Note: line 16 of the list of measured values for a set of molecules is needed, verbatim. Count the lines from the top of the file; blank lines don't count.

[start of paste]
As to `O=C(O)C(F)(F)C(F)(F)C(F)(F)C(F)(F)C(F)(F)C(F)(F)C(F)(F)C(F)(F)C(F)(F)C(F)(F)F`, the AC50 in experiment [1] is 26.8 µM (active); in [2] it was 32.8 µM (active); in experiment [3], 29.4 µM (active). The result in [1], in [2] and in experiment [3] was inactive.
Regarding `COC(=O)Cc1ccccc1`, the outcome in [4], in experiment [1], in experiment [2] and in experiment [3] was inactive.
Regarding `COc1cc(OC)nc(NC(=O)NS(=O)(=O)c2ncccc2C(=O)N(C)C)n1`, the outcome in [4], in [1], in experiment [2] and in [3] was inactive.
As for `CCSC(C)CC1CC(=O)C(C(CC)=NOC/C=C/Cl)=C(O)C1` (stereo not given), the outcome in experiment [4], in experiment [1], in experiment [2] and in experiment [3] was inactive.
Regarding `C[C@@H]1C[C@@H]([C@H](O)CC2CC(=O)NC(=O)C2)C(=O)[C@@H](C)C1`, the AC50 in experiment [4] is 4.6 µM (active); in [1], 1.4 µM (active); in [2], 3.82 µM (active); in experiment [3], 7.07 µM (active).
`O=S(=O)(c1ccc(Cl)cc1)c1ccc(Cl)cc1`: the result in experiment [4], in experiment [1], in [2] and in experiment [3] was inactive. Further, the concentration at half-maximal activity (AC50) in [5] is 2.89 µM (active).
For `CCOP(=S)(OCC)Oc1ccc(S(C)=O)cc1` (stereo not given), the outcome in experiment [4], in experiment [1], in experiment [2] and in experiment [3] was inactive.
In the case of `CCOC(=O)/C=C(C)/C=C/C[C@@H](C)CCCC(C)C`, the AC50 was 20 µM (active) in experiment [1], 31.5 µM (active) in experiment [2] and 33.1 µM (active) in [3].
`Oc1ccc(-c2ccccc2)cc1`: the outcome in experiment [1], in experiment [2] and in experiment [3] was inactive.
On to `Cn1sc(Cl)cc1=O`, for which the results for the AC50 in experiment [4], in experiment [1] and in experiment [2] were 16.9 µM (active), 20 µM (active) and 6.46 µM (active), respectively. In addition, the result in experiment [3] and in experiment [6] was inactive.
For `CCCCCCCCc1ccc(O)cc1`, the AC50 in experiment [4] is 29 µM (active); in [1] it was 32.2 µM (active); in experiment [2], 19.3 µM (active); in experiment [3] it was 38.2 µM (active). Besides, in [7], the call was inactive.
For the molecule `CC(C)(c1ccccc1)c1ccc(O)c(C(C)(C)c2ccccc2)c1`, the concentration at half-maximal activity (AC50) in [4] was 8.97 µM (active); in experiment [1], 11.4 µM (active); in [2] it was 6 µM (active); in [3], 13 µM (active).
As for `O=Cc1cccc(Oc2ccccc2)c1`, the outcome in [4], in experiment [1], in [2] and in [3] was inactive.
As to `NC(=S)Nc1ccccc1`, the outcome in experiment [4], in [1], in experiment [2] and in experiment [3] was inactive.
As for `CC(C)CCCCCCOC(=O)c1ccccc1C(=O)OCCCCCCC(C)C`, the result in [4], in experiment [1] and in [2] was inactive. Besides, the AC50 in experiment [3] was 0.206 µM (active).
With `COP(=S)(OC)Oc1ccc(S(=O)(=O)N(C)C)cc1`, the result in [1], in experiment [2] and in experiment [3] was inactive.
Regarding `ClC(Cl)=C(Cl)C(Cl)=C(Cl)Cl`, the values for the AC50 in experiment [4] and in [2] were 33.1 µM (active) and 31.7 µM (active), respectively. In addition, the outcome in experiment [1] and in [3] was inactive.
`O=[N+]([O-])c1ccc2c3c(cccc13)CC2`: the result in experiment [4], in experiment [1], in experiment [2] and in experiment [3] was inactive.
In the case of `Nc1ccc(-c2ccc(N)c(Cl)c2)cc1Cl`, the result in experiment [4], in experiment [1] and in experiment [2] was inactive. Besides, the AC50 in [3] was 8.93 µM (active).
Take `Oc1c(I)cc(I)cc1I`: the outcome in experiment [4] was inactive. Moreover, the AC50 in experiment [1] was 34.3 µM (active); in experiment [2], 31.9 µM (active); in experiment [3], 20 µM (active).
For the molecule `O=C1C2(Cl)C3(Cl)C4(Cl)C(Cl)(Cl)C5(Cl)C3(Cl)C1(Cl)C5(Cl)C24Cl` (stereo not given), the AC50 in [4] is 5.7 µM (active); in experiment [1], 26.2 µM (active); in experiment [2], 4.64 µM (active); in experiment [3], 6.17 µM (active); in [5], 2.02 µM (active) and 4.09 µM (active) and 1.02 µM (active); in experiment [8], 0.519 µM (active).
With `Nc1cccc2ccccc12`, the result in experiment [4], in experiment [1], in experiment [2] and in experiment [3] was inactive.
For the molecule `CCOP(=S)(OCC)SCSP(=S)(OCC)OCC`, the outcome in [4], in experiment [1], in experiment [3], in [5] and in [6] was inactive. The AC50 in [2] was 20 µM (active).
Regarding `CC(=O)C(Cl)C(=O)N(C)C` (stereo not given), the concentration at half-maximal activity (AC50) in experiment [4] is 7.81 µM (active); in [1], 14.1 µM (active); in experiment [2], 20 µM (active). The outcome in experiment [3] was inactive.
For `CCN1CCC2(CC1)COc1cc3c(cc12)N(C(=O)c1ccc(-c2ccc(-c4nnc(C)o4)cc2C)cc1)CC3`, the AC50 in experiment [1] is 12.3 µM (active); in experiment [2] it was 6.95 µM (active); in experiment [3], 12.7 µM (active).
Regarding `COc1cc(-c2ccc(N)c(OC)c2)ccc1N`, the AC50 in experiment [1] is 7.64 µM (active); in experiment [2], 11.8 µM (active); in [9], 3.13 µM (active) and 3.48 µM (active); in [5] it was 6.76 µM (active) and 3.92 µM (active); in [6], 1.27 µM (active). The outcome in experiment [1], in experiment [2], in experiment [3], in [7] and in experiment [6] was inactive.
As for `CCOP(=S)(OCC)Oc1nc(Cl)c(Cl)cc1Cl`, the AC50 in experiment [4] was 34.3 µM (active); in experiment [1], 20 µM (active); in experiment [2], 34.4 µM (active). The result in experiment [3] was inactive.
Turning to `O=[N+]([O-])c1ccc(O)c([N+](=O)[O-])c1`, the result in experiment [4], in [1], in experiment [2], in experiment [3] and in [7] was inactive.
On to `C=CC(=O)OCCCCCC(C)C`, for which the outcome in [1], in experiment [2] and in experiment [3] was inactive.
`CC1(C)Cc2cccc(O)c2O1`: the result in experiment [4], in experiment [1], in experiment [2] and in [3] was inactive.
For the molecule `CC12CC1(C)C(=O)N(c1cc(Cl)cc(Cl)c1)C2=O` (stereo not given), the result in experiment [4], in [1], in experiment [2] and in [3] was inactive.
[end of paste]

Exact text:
With `COP(=S)(OC)Oc1ccc(S(=O)(=O)N(C)C)cc1`, the result in [1], in experiment [2] and in experiment [3] was inactive.